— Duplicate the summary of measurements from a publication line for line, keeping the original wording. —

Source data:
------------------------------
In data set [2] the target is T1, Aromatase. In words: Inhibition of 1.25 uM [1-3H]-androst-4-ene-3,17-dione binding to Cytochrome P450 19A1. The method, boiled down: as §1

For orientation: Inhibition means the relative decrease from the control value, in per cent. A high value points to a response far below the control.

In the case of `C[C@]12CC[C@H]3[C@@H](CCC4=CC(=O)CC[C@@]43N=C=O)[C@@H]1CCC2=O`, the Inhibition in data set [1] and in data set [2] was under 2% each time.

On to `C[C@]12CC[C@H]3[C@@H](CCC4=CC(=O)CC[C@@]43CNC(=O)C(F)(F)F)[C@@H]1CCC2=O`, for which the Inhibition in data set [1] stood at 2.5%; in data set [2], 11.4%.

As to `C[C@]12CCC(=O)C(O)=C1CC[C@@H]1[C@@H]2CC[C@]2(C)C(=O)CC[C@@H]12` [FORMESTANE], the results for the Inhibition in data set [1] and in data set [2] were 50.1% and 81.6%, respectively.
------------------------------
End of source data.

In data set [2] the target is T1, Aromatase. In words: Inhibition of 1.25 uM [1-3H]-androst-4-ene-3,17-dione binding to Cytochrome P450 19A1. The method, boiled down: as §1

For orientation: Inhibition means the relative decrease from the control value, in per cent. A high value points to a response far below the control.

In the case of `C[C@]12CC[C@H]3[C@@H](CCC4=CC(=O)CC[C@@]43N=C=O)[C@@H]1CCC2=O`, the Inhibition in data set [1] and in data set [2] was under 2% each time.

On to `C[C@]12CC[C@H]3[C@@H](CCC4=CC(=O)CC[C@@]43CNC(=O)C(F)(F)F)[C@@H]1CCC2=O`, for which the Inhibition in data set [1] stood at 2.5%; in data set [2], 11.4%.

As to `C[C@]12CCC(=O)C(O)=C1CC[C@@H]1[C@@H]2CC[C@]2(C)C(=O)CC[C@@H]12` [FORMESTANE], the results for the Inhibition in data set [1] and in data set [2] were 50.1% and 81.6%, respectively.